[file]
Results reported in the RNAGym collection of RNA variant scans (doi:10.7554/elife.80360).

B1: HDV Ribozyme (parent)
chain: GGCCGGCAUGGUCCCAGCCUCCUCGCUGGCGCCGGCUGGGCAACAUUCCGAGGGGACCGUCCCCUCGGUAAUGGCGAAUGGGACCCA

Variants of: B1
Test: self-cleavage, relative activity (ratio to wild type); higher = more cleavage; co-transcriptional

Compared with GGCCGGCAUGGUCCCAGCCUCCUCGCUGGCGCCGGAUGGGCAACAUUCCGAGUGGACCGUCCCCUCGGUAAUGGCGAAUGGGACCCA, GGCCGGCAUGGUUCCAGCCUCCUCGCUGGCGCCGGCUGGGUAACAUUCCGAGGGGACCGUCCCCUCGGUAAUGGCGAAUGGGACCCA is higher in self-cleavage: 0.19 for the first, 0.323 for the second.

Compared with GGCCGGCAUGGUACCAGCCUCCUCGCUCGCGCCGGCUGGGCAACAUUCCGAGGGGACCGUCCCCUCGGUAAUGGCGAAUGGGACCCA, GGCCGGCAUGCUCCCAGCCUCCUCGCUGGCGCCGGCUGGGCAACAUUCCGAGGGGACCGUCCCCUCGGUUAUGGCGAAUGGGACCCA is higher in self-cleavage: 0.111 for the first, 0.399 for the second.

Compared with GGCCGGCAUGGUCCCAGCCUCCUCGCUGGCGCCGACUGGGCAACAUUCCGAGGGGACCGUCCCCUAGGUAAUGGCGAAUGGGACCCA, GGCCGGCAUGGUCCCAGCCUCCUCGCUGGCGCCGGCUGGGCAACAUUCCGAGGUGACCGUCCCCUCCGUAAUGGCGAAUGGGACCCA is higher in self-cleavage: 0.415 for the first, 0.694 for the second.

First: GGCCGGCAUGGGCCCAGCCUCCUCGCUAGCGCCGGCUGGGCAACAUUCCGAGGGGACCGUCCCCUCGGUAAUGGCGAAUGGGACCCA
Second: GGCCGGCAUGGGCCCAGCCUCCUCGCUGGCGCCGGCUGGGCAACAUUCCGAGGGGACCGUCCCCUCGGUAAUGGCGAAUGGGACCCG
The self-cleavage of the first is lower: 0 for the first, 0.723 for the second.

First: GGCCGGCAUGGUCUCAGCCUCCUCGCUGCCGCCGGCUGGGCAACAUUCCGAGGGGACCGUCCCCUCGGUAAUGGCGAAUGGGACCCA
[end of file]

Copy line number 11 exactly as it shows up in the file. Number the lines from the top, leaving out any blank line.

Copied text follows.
The self-cleavage of the first is lower: 0 for the first, 0.723 for the second.